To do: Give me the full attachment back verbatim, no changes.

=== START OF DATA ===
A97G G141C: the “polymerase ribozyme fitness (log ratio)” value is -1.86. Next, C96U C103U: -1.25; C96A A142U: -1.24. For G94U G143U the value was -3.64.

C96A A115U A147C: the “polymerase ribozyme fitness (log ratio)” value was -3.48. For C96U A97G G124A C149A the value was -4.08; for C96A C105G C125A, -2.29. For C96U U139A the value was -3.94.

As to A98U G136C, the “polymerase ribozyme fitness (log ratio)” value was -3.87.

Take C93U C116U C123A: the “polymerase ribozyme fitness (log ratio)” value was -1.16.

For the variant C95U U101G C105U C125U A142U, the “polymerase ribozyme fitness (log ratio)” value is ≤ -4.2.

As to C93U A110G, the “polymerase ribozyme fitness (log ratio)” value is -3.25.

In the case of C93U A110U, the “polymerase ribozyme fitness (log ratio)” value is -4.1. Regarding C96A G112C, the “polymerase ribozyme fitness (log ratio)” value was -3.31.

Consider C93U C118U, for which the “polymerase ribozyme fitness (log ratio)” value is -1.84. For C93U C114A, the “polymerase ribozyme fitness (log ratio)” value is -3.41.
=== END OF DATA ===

A97G G141C: the “polymerase ribozyme fitness (log ratio)” value is -1.86. Next, C96U C103U: -1.25; C96A A142U: -1.24. For G94U G143U the value was -3.64.

C96A A115U A147C: the “polymerase ribozyme fitness (log ratio)” value was -3.48. For C96U A97G G124A C149A the value was -4.08; for C96A C105G C125A, -2.29. For C96U U139A the value was -3.94.

As to A98U G136C, the “polymerase ribozyme fitness (log ratio)” value was -3.87.

Take C93U C116U C123A: the “polymerase ribozyme fitness (log ratio)” value was -1.16.

For the variant C95U U101G C105U C125U A142U, the “polymerase ribozyme fitness (log ratio)” value is ≤ -4.2.

As to C93U A110G, the “polymerase ribozyme fitness (log ratio)” value is -3.25.

In the case of C93U A110U, the “polymerase ribozyme fitness (log ratio)” value is -4.1. Regarding C96A G112C, the “polymerase ribozyme fitness (log ratio)” value was -3.31.

Consider C93U C118U, for which the “polymerase ribozyme fitness (log ratio)” value is -1.84. For C93U C114A, the “polymerase ribozyme fitness (log ratio)” value is -3.41.